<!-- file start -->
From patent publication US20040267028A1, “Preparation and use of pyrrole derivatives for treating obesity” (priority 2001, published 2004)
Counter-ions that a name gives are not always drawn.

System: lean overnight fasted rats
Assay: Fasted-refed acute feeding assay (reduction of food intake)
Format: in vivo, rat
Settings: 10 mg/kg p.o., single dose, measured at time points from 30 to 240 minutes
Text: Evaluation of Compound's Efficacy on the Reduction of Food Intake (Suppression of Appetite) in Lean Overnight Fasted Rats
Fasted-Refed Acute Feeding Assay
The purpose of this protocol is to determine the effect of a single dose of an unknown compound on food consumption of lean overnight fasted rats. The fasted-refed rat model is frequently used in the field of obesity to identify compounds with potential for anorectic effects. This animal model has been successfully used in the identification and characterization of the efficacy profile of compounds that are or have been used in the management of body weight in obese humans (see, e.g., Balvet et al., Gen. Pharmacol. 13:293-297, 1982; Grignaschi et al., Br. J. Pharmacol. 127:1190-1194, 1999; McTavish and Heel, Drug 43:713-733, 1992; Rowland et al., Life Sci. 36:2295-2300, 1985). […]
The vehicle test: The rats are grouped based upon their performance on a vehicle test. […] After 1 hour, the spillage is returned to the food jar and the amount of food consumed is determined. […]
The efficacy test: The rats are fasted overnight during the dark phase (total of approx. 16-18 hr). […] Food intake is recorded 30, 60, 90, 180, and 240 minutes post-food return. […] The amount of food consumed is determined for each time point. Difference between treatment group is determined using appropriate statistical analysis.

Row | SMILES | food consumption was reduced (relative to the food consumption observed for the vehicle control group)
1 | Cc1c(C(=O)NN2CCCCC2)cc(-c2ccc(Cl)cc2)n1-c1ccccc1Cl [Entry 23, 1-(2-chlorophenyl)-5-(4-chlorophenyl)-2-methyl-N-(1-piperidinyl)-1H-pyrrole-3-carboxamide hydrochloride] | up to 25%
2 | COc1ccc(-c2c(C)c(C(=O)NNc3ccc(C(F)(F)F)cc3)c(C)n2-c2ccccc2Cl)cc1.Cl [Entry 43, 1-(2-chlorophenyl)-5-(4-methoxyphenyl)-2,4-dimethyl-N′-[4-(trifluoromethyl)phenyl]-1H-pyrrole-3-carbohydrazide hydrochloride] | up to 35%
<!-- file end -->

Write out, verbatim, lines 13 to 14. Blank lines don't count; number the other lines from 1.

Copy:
1 | Cc1c(C(=O)NN2CCCCC2)cc(-c2ccc(Cl)cc2)n1-c1ccccc1Cl [Entry 23, 1-(2-chlorophenyl)-5-(4-chlorophenyl)-2-methyl-N-(1-piperidinyl)-1H-pyrrole-3-carboxamide hydrochloride] | up to 25%
2 | COc1ccc(-c2c(C)c(C(=O)NNc3ccc(C(F)(F)F)cc3)c(C)n2-c2ccccc2Cl)cc1.Cl [Entry 43, 1-(2-chlorophenyl)-5-(4-methoxyphenyl)-2,4-dimethyl-N′-[4-(trifluoromethyl)phenyl]-1H-pyrrole-3-carbohydrazide hydrochloride] | up to 35%